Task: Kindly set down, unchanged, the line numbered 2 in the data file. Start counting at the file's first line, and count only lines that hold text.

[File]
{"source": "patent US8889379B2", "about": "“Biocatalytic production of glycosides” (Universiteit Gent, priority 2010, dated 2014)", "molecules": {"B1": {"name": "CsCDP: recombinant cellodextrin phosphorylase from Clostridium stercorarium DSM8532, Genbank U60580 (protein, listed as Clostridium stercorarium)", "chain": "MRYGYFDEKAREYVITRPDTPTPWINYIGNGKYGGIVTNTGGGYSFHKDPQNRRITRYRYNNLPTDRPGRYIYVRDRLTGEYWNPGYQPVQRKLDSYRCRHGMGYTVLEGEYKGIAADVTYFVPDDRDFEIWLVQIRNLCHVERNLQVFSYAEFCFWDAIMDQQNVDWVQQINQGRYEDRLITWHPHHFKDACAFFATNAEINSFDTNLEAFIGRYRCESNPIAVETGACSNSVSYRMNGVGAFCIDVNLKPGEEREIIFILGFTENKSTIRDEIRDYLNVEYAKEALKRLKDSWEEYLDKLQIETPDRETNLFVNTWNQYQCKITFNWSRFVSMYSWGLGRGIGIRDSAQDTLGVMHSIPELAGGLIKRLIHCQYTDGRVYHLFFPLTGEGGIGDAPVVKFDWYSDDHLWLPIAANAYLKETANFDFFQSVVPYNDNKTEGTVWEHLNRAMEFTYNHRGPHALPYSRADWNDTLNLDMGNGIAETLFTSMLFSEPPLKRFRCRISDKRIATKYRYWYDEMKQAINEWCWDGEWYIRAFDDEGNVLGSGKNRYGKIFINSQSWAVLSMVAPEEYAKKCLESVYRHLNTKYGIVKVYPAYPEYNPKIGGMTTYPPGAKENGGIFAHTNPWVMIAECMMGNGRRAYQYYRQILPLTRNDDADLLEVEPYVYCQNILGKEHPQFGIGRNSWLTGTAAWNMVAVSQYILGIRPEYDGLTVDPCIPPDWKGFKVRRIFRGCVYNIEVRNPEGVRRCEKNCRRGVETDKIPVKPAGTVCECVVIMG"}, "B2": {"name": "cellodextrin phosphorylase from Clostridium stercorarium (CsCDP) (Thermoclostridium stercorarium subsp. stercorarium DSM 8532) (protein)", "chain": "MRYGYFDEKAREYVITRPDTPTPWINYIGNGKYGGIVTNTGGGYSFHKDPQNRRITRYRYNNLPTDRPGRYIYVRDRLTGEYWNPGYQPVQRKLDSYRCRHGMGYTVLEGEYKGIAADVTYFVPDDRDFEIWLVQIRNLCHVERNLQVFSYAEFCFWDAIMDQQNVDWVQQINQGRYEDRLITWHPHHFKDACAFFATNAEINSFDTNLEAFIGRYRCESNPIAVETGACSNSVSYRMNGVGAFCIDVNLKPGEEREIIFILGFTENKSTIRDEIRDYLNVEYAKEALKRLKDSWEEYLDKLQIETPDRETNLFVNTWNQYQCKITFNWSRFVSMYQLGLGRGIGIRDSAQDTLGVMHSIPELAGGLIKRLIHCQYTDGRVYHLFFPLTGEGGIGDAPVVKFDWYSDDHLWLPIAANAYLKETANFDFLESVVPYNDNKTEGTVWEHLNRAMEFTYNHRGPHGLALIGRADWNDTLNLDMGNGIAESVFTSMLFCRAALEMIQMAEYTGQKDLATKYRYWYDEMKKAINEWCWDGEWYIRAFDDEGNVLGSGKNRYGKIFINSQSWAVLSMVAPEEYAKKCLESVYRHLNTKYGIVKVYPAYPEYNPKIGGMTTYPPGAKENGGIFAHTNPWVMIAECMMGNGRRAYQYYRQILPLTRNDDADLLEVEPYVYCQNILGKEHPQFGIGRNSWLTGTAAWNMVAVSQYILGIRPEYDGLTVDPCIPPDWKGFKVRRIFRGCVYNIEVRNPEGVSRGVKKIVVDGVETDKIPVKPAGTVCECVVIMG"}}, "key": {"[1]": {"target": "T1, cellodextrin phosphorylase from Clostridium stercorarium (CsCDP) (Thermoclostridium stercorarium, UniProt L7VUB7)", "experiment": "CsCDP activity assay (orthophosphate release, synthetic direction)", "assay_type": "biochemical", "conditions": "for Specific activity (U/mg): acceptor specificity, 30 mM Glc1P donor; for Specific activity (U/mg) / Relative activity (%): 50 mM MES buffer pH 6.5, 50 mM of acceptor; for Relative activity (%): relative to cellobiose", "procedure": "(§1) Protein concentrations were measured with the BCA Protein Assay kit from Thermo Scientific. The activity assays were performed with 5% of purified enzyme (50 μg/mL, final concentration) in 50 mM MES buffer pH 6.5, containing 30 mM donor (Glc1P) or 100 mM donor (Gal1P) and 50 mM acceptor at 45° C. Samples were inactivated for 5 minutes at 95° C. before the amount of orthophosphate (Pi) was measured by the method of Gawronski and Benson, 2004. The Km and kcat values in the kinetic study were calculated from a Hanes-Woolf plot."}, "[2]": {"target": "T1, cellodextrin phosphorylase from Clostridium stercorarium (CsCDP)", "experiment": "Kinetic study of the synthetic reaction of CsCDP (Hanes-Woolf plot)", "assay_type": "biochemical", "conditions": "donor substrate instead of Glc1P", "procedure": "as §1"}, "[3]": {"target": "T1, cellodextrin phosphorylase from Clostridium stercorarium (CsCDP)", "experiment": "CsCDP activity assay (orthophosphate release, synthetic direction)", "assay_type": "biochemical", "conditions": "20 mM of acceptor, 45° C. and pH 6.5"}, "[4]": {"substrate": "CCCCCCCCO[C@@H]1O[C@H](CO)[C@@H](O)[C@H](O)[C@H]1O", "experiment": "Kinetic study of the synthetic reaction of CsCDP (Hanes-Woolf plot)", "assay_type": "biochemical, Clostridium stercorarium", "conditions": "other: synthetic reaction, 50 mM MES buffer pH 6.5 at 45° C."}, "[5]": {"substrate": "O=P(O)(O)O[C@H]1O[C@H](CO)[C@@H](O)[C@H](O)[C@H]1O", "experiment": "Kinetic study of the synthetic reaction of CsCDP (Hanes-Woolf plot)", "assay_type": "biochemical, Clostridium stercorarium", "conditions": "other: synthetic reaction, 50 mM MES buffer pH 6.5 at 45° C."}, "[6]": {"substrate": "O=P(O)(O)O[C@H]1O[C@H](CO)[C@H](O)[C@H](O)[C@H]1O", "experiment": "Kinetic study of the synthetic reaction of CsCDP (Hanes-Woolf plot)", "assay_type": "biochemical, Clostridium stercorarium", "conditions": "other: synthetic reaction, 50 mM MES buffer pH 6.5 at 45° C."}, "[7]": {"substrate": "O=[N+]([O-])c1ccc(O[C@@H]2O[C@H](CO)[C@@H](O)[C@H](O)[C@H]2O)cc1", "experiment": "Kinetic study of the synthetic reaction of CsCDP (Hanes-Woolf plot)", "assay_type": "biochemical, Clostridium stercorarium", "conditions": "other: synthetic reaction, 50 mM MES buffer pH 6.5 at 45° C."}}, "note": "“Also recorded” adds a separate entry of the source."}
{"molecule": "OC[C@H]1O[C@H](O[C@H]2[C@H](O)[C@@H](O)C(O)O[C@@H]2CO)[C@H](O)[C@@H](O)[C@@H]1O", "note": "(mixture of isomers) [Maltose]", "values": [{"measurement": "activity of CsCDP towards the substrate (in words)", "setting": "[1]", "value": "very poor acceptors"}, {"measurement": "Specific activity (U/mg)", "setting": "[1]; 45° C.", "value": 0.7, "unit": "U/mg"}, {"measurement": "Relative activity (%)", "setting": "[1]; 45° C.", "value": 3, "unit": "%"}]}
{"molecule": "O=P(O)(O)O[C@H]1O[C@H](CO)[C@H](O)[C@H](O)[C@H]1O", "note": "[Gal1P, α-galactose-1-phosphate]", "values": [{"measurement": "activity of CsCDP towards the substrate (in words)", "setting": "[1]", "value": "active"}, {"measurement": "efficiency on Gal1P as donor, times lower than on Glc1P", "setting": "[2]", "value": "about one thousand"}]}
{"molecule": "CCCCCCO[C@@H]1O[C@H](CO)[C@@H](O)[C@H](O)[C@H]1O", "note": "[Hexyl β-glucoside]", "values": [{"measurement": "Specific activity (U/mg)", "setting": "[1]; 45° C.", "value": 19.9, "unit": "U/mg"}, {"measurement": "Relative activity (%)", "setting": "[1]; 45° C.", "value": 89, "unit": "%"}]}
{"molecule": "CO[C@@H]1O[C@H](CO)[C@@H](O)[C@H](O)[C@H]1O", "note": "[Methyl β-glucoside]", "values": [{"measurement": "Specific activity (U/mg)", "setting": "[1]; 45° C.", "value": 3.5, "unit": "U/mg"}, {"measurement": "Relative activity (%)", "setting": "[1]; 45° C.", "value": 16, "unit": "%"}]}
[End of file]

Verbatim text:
{"molecule": "OC[C@H]1O[C@H](O[C@H]2[C@H](O)[C@@H](O)C(O)O[C@@H]2CO)[C@H](O)[C@@H](O)[C@@H]1O", "note": "(mixture of isomers) [Maltose]", "values": [{"measurement": "activity of CsCDP towards the substrate (in words)", "setting": "[1]", "value": "very poor acceptors"}, {"measurement": "Specific activity (U/mg)", "setting": "[1]; 45° C.", "value": 0.7, "unit": "U/mg"}, {"measurement": "Relative activity (%)", "setting": "[1]; 45° C.", "value": 3, "unit": "%"}]}